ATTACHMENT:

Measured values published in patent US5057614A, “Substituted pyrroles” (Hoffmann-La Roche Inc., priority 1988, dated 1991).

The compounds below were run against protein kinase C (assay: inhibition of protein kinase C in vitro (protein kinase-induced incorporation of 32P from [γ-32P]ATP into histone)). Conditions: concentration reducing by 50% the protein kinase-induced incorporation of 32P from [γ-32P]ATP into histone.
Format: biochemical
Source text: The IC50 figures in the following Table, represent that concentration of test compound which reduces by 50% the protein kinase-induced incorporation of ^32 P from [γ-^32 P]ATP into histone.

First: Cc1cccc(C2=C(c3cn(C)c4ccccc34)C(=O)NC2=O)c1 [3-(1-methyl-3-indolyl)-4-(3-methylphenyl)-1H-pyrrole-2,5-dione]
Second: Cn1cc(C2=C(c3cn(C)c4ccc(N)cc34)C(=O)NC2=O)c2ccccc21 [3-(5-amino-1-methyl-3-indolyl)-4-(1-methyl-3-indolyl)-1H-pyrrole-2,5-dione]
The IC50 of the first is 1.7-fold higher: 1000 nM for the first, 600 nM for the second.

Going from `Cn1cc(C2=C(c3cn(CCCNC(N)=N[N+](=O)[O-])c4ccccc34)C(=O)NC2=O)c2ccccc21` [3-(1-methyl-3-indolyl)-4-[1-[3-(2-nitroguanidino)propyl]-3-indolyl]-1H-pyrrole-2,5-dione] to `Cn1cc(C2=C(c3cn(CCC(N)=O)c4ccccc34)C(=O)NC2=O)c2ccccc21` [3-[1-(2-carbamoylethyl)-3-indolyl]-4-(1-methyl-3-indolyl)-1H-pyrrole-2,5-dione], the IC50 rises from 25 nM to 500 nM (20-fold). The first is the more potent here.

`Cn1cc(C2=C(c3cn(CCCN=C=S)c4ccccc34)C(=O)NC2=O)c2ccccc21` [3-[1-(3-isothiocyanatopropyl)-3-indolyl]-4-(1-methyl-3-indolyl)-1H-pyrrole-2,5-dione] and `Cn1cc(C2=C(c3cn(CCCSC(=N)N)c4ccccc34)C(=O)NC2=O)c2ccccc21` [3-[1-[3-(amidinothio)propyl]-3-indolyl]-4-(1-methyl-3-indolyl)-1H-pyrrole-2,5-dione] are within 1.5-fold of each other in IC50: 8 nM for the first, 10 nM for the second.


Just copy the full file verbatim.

Measured values published in patent US5057614A, “Substituted pyrroles” (Hoffmann-La Roche Inc., priority 1988, dated 1991).

The compounds below were run against protein kinase C (assay: inhibition of protein kinase C in vitro (protein kinase-induced incorporation of 32P from [γ-32P]ATP into histone)). Conditions: concentration reducing by 50% the protein kinase-induced incorporation of 32P from [γ-32P]ATP into histone.
Format: biochemical
Source text: The IC50 figures in the following Table, represent that concentration of test compound which reduces by 50% the protein kinase-induced incorporation of ^32 P from [γ-^32 P]ATP into histone.

First: Cc1cccc(C2=C(c3cn(C)c4ccccc34)C(=O)NC2=O)c1 [3-(1-methyl-3-indolyl)-4-(3-methylphenyl)-1H-pyrrole-2,5-dione]
Second: Cn1cc(C2=C(c3cn(C)c4ccc(N)cc34)C(=O)NC2=O)c2ccccc21 [3-(5-amino-1-methyl-3-indolyl)-4-(1-methyl-3-indolyl)-1H-pyrrole-2,5-dione]
The IC50 of the first is 1.7-fold higher: 1000 nM for the first, 600 nM for the second.

Going from `Cn1cc(C2=C(c3cn(CCCNC(N)=N[N+](=O)[O-])c4ccccc34)C(=O)NC2=O)c2ccccc21` [3-(1-methyl-3-indolyl)-4-[1-[3-(2-nitroguanidino)propyl]-3-indolyl]-1H-pyrrole-2,5-dione] to `Cn1cc(C2=C(c3cn(CCC(N)=O)c4ccccc34)C(=O)NC2=O)c2ccccc21` [3-[1-(2-carbamoylethyl)-3-indolyl]-4-(1-methyl-3-indolyl)-1H-pyrrole-2,5-dione], the IC50 rises from 25 nM to 500 nM (20-fold). The first is the more potent here.

`Cn1cc(C2=C(c3cn(CCCN=C=S)c4ccccc34)C(=O)NC2=O)c2ccccc21` [3-[1-(3-isothiocyanatopropyl)-3-indolyl]-4-(1-methyl-3-indolyl)-1H-pyrrole-2,5-dione] and `Cn1cc(C2=C(c3cn(CCCSC(=N)N)c4ccccc34)C(=O)NC2=O)c2ccccc21` [3-[1-[3-(amidinothio)propyl]-3-indolyl]-4-(1-methyl-3-indolyl)-1H-pyrrole-2,5-dione] are within 1.5-fold of each other in IC50: 8 nM for the first, 10 nM for the second.